but the above excerpt struck a particular cord. I feel just as this old silver shop keeper must have and joke with friends that I foster vintage pieces until they can find the right home …. because we- treasure hunters & finders of beautiful things- we buy what we love; we wait for someone to love it as much as we do ….
loving these looks from Margaret Howell. sweet and perfect for cool san francisco summers. mostly neutral with a punch of coral.
…. just divine.
In Ireland over the christmas holiday one of the the best experiences was heading into the butcher shop. I waited in line with a few other ladies and watched as each placed their order with either the butcher or his assistant. After the request was made which ever type of meat was taken from the cooler, the desired cut selected from the whole animal and then skillfully the butcher cut away the exact piece (each time he was with in tenths of the poundage requested) and the customer left with a neat little brown paper package.
(check out the apron!)
I was nearly giddy at my turn, and im sure the butcher was thinking (as some of you may be reading this at the moment) what was up with the silly american. I practically climbed behind the counter to see into the walk-in. Since then I have been thinking that butcher has some of the coolest tools in the trade.
a muse on practice. I have been rolling these little thoughts around in my head for days.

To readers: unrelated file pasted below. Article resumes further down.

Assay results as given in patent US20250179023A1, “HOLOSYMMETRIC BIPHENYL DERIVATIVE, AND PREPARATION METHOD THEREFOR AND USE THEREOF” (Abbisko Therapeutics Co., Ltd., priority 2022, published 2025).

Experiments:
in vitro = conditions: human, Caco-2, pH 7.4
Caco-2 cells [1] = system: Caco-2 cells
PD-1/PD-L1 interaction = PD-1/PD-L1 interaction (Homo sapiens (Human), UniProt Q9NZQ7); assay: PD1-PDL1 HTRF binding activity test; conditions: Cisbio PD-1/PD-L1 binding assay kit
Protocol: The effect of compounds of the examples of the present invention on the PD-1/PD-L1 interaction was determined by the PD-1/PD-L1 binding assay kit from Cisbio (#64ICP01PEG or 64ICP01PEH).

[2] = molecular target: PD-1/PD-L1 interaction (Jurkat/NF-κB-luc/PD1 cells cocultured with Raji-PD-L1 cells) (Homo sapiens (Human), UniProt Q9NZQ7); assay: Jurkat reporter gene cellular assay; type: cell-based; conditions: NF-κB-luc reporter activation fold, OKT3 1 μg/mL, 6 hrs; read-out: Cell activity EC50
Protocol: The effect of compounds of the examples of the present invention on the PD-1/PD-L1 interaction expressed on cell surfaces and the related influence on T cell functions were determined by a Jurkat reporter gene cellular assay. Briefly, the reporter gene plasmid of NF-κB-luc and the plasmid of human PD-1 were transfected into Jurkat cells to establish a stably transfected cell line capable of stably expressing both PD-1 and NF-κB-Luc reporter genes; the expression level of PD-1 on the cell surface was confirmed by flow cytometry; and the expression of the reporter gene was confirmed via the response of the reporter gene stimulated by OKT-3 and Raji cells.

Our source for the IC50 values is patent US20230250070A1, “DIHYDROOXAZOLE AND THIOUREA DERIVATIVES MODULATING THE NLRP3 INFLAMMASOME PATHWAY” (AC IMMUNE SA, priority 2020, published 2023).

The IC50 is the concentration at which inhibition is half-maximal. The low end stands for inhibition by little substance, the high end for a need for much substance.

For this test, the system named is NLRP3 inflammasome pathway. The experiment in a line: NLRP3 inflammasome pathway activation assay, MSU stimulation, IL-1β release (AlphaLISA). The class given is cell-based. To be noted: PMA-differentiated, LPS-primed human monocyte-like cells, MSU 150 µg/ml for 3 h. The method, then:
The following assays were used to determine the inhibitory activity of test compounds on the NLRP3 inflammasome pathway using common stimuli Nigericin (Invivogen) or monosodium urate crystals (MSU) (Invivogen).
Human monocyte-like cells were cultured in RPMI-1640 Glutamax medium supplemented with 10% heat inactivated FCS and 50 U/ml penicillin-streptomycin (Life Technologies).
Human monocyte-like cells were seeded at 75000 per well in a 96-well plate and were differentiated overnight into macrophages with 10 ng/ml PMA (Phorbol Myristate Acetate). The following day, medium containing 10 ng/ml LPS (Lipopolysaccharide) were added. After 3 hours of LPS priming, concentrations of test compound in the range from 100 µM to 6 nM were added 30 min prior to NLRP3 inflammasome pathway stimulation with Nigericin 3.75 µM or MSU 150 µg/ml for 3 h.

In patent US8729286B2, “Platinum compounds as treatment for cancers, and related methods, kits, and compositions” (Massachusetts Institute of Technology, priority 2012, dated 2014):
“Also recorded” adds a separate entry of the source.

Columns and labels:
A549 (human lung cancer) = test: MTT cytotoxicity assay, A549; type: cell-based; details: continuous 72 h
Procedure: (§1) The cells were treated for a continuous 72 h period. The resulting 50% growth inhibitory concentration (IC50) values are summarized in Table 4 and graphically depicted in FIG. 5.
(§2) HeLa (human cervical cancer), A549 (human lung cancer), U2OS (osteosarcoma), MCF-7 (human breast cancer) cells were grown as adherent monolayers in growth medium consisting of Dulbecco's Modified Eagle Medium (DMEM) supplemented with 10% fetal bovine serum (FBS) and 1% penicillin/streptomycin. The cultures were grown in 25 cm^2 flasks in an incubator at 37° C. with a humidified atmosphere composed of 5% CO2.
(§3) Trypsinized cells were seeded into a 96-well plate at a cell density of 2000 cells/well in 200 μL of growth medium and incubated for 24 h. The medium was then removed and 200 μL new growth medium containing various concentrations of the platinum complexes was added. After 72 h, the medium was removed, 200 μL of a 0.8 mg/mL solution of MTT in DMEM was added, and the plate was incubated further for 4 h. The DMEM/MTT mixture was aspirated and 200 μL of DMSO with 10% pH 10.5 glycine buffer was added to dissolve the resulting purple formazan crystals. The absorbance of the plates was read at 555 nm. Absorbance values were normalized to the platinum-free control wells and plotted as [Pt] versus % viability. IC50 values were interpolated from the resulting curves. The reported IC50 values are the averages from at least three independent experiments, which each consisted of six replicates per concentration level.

As kids we are constantly told to practice. when I was 9 my music teacher told me if I ever wanted to be any good at the clarinet i would have to practice. I didnt want to be any good at the clarinet and so I didnt practice. Practice at that age sometimes seemed something like a punishment. I should have been in practicing my instrument diligently but where I really wanted to be was outside playing. Playing is really what you want to be doing at that age, after all.
In high school when I was first interested in photography my teacher stressed the importance of diligently learning and practicing the proper techniques. He was rigid in this stance. All i wanted to do was be out shooting, having fun, seeing how things looked through the lens and that translated onto paper
But now as an adult practice has become synonymous with play. I relish the opportunity to practice making a flower arrangement or playing with Polaroid film a perfect exposure is achieved. And i wonder at what point these two, play and practice, merged. Practice has become a welcomed luxury and something self-motivated. I actually want to practice doing the things I am passionate about. In graduate school the importance of play was often stressed (ok, it was art school) but the impetus behind the conversation was that often as adults we dismiss play as a childish notion and it is not tied to productivity. But play (or what I now think of as practice) is/can be very fruitful. It seems so very important at this point and I sometimes have to remind myself that it is a good activity, a good use of time.
Maybe they were just having us practice for the practice…
hope that wasn’t too tortuous, thanks for sticking with my random wednesday thoughts